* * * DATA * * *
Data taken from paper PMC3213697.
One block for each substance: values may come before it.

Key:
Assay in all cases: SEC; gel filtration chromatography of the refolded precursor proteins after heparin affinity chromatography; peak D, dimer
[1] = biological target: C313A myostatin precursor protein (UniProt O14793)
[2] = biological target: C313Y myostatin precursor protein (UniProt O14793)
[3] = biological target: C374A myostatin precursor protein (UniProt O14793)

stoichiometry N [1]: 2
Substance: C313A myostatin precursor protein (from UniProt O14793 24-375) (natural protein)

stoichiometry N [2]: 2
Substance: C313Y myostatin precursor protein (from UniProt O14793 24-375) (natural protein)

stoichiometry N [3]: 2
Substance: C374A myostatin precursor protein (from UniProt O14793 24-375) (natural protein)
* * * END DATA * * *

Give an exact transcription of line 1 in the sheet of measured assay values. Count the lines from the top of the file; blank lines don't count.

Data taken from paper PMC3213697.